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A Better Way to Create a Shallow Depth of Field Effect in Photoshop

Learn how to use Photoshop to create a shallow depth of field or alter the existing depth of field in just about any image.

What I love most about watching editing tutorials is no matter how long you have been using software like Photoshop, without fail, you will usually learn something new. There is always a variety of methods to achieve the same outcome, and often, another photographer will use a tool I never thought to in a completely different way. 

This tutorial comes from the always inspiring Unmesh Dinda over at PiXimperfect. I know several great ways to play with depth of field within Photoshop, but Dinda demonstrates a great tool that often gets overlooked, the Iris Blur tool. Introduced back in CS6, the Iris Blur tool has only gotten better in recent years. The amount of adjustable control you have is impressive and when tweaked just right, can really create some very realistic depth of field effects. 

Now, a lot of photographers will always say its better to achieve this in camera, and in most cases, I would agree. But over the years, I have found lots of reasons to use this tool in my editing and often not to alter the overall depth of field of say a portrait, like in the above example.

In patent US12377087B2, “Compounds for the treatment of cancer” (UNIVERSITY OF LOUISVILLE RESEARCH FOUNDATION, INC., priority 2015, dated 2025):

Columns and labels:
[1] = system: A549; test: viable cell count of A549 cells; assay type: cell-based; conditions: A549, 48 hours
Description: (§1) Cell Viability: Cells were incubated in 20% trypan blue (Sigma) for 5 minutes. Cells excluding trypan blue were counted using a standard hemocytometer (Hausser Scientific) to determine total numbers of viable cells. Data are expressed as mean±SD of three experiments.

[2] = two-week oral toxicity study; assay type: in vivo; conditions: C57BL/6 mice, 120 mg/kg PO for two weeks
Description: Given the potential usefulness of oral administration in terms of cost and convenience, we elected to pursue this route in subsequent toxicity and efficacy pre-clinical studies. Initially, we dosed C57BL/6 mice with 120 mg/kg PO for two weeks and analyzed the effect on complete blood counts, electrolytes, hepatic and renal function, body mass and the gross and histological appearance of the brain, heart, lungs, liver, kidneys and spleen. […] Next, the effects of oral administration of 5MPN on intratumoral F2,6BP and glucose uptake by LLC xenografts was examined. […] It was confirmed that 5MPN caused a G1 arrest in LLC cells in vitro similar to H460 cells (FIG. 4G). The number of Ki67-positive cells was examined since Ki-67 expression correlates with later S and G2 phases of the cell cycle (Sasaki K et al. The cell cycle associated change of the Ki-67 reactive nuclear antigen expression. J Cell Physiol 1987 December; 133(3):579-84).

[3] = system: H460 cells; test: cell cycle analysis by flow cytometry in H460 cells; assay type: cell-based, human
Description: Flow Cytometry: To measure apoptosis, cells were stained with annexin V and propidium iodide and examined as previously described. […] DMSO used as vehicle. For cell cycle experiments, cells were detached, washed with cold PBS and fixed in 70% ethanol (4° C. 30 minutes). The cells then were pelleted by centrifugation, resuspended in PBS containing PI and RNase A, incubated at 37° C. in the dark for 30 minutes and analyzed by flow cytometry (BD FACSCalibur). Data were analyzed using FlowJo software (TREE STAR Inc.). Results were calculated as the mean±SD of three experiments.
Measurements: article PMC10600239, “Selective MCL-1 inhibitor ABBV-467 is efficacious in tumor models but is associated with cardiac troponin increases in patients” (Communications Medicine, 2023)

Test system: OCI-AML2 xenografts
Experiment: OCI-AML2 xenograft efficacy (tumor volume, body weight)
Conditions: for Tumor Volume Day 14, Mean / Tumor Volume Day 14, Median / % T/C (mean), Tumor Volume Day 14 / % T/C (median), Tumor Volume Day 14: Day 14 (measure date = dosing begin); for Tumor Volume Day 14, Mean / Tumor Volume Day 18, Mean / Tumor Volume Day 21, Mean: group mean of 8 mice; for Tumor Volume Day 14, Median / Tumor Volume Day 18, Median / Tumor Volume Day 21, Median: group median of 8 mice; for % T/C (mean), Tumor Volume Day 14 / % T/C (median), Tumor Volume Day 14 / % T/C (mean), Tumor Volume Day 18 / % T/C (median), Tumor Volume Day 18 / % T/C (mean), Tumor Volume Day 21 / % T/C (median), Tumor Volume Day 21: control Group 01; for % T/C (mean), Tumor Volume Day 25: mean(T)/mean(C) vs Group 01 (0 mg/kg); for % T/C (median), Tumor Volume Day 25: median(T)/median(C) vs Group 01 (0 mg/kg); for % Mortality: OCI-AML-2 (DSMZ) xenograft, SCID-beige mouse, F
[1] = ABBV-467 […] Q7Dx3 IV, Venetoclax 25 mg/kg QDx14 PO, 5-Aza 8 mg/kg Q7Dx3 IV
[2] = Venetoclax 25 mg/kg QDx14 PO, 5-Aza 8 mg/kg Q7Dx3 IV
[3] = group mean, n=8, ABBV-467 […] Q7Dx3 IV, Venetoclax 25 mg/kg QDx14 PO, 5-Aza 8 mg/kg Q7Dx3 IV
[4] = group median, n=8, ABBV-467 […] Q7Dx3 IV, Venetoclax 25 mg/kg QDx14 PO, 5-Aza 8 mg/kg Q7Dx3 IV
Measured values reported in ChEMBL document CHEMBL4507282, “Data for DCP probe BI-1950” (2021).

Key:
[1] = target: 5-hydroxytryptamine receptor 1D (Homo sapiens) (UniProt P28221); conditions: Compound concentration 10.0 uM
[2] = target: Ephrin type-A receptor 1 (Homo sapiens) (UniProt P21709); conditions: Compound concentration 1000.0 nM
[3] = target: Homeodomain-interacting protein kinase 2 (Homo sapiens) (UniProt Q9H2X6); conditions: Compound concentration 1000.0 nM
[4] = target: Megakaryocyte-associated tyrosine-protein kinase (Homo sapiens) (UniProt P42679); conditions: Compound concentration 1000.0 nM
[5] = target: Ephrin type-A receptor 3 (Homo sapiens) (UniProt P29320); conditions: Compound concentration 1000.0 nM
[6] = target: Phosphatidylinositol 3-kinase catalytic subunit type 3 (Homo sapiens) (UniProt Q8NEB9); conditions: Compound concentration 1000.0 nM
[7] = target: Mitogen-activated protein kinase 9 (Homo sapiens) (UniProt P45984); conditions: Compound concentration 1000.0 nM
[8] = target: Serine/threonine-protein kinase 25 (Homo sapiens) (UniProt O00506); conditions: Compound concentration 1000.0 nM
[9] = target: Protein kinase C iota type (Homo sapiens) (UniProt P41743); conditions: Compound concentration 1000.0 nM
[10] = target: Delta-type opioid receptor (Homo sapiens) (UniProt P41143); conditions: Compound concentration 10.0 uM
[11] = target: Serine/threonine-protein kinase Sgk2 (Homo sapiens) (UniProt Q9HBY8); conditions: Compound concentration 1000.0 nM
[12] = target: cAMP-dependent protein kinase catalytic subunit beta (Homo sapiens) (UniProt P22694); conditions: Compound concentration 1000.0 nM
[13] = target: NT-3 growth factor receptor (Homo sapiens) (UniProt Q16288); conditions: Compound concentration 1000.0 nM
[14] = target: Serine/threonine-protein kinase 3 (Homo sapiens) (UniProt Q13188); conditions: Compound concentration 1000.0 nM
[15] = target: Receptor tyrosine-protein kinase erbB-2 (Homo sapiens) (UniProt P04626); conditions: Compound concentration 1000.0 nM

The tutorials over at PiXimperfect are always well thought out and full of tips and details to help further any level of editing you may have. Hotkeys and shortcuts are always put on screen in both PC and Mac, which although these days you would think is a mandatory thing, often gets forgotten. Plus, the tutorials always give some variety in techniques that help broaden the uses of whatever they are demonstrating. 

Michael DeStefano's picture

Michael DeStefano is a commercial/editorial photographer focusing on Outdoor Lifestyle and Adventure. Based in Boston, MA he combines his passion for outdoor sports like climbing and surfing into his work. When not traveling or outdoors he is often found geeking out over new tech gadgets.

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1 Comment

I like how pretty realistic the results are. Granted, he mentioned he exaggerated the settings so it's easy to see on video.